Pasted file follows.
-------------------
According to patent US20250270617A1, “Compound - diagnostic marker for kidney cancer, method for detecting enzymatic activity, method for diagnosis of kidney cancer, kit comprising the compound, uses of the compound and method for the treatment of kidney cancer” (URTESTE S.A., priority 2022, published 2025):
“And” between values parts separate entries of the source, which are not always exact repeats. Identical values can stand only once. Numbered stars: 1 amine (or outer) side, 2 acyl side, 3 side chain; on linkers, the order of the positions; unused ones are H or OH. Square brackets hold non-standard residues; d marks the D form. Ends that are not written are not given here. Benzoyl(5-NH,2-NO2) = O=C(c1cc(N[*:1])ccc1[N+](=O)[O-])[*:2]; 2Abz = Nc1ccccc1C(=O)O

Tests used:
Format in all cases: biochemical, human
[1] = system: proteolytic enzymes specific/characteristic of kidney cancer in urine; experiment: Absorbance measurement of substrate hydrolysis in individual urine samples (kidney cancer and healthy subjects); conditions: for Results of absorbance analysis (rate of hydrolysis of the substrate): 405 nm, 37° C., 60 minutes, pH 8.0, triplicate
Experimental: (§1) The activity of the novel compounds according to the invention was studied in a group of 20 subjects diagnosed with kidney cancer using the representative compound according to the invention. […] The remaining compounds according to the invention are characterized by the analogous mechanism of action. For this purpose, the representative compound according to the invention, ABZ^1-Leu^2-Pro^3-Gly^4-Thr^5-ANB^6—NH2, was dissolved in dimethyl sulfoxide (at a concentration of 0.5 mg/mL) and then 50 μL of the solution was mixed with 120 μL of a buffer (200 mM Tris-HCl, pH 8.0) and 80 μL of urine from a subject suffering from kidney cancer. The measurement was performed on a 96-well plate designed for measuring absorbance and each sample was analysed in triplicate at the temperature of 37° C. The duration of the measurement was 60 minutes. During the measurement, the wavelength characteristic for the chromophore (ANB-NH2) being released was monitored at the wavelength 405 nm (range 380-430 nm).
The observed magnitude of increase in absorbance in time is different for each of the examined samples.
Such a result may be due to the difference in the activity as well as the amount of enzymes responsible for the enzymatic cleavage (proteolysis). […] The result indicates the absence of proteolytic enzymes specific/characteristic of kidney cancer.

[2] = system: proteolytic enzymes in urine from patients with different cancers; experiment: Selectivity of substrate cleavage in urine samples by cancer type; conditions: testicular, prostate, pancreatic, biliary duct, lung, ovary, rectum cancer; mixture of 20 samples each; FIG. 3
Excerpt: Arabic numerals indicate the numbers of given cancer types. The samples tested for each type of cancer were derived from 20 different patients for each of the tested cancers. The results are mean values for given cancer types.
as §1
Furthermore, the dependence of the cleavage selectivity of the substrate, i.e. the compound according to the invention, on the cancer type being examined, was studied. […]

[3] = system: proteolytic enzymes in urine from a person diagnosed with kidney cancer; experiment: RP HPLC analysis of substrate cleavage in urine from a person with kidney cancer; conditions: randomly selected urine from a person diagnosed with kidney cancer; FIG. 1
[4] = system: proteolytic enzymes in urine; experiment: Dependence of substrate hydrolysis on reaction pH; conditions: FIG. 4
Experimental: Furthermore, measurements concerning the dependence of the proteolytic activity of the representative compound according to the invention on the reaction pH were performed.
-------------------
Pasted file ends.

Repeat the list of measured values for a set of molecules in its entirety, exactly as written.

According to patent US20250270617A1, “Compound - diagnostic marker for kidney cancer, method for detecting enzymatic activity, method for diagnosis of kidney cancer, kit comprising the compound, uses of the compound and method for the treatment of kidney cancer” (URTESTE S.A., priority 2022, published 2025):
“And” between values parts separate entries of the source, which are not always exact repeats. Identical values can stand only once. Numbered stars: 1 amine (or outer) side, 2 acyl side, 3 side chain; on linkers, the order of the positions; unused ones are H or OH. Square brackets hold non-standard residues; d marks the D form. Ends that are not written are not given here. Benzoyl(5-NH,2-NO2) = O=C(c1cc(N[*:1])ccc1[N+](=O)[O-])[*:2]; 2Abz = Nc1ccccc1C(=O)O

Tests used:
Format in all cases: biochemical, human
[1] = system: proteolytic enzymes specific/characteristic of kidney cancer in urine; experiment: Absorbance measurement of substrate hydrolysis in individual urine samples (kidney cancer and healthy subjects); conditions: for Results of absorbance analysis (rate of hydrolysis of the substrate): 405 nm, 37° C., 60 minutes, pH 8.0, triplicate
Experimental: (§1) The activity of the novel compounds according to the invention was studied in a group of 20 subjects diagnosed with kidney cancer using the representative compound according to the invention. […] The remaining compounds according to the invention are characterized by the analogous mechanism of action. For this purpose, the representative compound according to the invention, ABZ^1-Leu^2-Pro^3-Gly^4-Thr^5-ANB^6—NH2, was dissolved in dimethyl sulfoxide (at a concentration of 0.5 mg/mL) and then 50 μL of the solution was mixed with 120 μL of a buffer (200 mM Tris-HCl, pH 8.0) and 80 μL of urine from a subject suffering from kidney cancer. The measurement was performed on a 96-well plate designed for measuring absorbance and each sample was analysed in triplicate at the temperature of 37° C. The duration of the measurement was 60 minutes. During the measurement, the wavelength characteristic for the chromophore (ANB-NH2) being released was monitored at the wavelength 405 nm (range 380-430 nm).
The observed magnitude of increase in absorbance in time is different for each of the examined samples.
Such a result may be due to the difference in the activity as well as the amount of enzymes responsible for the enzymatic cleavage (proteolysis). […] The result indicates the absence of proteolytic enzymes specific/characteristic of kidney cancer.

[2] = system: proteolytic enzymes in urine from patients with different cancers; experiment: Selectivity of substrate cleavage in urine samples by cancer type; conditions: testicular, prostate, pancreatic, biliary duct, lung, ovary, rectum cancer; mixture of 20 samples each; FIG. 3
Excerpt: Arabic numerals indicate the numbers of given cancer types. The samples tested for each type of cancer were derived from 20 different patients for each of the tested cancers. The results are mean values for given cancer types.
as §1
Furthermore, the dependence of the cleavage selectivity of the substrate, i.e. the compound according to the invention, on the cancer type being examined, was studied. […]

[3] = system: proteolytic enzymes in urine from a person diagnosed with kidney cancer; experiment: RP HPLC analysis of substrate cleavage in urine from a person with kidney cancer; conditions: randomly selected urine from a person diagnosed with kidney cancer; FIG. 1
[4] = system: proteolytic enzymes in urine; experiment: Dependence of substrate hydrolysis on reaction pH; conditions: FIG. 4
Experimental: Furthermore, measurements concerning the dependence of the proteolytic activity of the representative compound according to the invention on the reaction pH were performed.